Highly commended in ‘Dying Matter’ national writing competition.
It is Autumn, which is as it should be.
As the sap withdraws to mark the winter –
soul wasting winds and spirit sapping cold
and water crystallized to frosted glass.
All life prepares for what is to come.
For me, this autumn is no ordinary season –
the ones that come and go, along with the years –
like birthdays or Christmas.
For this I know is to be my last.
How do I know this?
I was led silently into a white-faced room
and he told me so, quite plain.
Well, after all the stuff about metastasized tumors
and treatment plans, he told me when I asked.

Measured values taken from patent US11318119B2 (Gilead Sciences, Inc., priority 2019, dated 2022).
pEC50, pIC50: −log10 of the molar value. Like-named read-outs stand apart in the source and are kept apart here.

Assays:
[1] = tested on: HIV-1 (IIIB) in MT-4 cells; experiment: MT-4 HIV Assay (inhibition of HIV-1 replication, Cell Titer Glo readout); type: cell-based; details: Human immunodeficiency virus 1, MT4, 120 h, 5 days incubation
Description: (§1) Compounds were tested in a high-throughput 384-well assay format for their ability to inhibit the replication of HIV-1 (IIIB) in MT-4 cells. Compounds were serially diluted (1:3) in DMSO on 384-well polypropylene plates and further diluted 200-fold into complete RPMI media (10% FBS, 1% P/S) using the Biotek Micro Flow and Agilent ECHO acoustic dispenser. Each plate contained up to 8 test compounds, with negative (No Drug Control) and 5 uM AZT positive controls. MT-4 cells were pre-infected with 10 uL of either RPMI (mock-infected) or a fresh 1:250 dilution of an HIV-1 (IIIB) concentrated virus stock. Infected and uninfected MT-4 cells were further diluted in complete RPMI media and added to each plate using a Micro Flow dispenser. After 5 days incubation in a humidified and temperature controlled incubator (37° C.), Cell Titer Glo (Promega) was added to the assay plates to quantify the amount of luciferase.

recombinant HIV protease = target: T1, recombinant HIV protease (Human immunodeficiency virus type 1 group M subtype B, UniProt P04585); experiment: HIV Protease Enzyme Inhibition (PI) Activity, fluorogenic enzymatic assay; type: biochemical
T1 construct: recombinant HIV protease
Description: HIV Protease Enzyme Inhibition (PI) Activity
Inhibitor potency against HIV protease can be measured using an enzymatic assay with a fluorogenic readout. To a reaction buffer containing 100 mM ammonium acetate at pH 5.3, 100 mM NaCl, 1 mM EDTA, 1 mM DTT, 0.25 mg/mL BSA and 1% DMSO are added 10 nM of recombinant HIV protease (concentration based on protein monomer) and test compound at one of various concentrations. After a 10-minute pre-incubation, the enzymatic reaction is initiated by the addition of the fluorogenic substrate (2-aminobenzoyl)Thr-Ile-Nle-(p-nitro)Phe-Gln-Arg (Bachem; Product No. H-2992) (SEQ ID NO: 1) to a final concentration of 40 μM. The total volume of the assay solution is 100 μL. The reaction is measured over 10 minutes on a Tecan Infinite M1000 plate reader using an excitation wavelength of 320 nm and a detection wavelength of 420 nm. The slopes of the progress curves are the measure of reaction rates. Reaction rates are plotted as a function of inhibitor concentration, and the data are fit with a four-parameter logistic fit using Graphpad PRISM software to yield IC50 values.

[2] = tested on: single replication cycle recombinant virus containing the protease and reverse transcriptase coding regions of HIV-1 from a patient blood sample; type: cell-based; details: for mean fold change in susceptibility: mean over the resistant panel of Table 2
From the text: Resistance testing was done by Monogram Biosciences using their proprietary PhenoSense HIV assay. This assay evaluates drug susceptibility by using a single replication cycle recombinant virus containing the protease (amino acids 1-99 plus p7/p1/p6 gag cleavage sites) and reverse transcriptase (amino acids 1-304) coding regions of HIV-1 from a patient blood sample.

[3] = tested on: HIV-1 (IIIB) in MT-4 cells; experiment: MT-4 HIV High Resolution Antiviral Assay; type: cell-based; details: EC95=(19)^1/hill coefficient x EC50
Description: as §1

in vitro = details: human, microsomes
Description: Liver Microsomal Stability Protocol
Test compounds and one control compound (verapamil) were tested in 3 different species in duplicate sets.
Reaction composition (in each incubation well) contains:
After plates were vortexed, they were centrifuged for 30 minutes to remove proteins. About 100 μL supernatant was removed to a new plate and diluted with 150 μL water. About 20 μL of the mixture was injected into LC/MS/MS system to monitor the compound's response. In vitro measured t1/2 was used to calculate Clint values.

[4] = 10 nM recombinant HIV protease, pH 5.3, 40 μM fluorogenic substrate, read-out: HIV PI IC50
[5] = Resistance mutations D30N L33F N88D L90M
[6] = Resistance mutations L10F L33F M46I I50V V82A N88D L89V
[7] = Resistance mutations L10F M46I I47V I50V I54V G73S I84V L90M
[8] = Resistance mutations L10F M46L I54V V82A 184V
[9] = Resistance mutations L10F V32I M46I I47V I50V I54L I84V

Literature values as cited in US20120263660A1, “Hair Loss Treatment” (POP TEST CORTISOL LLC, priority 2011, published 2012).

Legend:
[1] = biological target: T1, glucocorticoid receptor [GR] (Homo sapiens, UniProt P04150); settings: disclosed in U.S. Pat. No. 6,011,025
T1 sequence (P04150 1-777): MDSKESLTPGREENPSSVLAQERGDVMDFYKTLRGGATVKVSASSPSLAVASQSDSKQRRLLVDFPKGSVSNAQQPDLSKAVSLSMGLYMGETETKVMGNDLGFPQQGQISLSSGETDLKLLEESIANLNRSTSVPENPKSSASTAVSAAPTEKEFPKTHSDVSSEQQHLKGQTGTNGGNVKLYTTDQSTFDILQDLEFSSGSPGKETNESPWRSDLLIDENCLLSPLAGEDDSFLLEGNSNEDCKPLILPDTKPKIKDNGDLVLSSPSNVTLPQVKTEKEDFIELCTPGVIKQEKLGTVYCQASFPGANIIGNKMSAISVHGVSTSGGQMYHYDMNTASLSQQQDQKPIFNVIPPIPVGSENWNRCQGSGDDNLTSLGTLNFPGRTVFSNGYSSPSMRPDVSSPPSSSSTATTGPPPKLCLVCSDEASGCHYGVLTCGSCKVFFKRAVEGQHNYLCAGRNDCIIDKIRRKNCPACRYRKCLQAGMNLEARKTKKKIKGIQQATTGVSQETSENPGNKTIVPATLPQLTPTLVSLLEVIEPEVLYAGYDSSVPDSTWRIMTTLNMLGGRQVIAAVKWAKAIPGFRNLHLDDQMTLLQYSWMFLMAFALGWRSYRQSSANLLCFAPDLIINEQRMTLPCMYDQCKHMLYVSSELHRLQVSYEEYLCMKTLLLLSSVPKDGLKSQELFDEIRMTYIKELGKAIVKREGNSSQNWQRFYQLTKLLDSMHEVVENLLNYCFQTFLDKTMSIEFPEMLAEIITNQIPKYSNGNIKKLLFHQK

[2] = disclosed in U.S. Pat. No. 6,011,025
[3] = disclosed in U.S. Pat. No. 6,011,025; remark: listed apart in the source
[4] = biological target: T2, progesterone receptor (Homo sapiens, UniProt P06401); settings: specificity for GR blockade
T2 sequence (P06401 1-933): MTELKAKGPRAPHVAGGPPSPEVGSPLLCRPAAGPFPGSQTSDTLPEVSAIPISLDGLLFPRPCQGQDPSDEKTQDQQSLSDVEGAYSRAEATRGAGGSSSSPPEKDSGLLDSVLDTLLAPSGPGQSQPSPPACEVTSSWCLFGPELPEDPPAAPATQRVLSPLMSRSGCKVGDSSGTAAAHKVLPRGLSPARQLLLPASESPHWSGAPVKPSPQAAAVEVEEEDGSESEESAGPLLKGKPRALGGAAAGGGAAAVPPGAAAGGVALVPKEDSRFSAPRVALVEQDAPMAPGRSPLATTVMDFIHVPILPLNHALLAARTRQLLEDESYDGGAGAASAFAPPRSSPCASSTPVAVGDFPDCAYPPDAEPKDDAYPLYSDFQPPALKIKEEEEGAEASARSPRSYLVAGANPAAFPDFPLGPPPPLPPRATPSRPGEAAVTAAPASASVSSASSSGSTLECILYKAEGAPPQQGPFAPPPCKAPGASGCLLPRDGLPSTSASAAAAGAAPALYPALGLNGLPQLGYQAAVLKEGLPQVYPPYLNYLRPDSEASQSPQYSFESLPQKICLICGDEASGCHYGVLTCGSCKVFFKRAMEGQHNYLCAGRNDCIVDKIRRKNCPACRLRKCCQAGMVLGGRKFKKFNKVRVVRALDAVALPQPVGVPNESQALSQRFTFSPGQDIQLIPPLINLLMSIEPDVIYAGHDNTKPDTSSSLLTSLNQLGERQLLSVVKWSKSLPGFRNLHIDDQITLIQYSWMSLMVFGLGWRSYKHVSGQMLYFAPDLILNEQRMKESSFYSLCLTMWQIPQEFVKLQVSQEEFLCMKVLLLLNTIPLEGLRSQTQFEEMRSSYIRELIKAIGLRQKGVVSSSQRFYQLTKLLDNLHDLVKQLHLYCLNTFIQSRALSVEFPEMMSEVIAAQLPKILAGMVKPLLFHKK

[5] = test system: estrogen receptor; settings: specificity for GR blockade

‘Of course we can never be sure, but I would be surprised
if you made it through the year.’
And so it is, as I watch the swallows and other birds of
myriad hue gather for migration, knowing that for some,
this will be their final journey,
as the very old, the weak, the young, succumb
to the miles stretching out beyond.
It is with an aching heart but an intense perception
that I tick off the ever-growing list of lasts.
And then I wonder why it is,
I have never really seen these things before –
not in the way I see them now.
The wind eddying the leaves and the evening light
glancing off the surface of the water
as the swallows rise in a dark swarm
and head out across the deadening sky:
Too late to understand mindfulness
and how it is that we should live each day
as though it were our last;
Too late for the bad feelings and negative thoughts;
Too late for the many things left undone,
or done, and wished undone.
Now just the creeping pain and the flickering light
as the world dims to the unknown blackness of eternal night.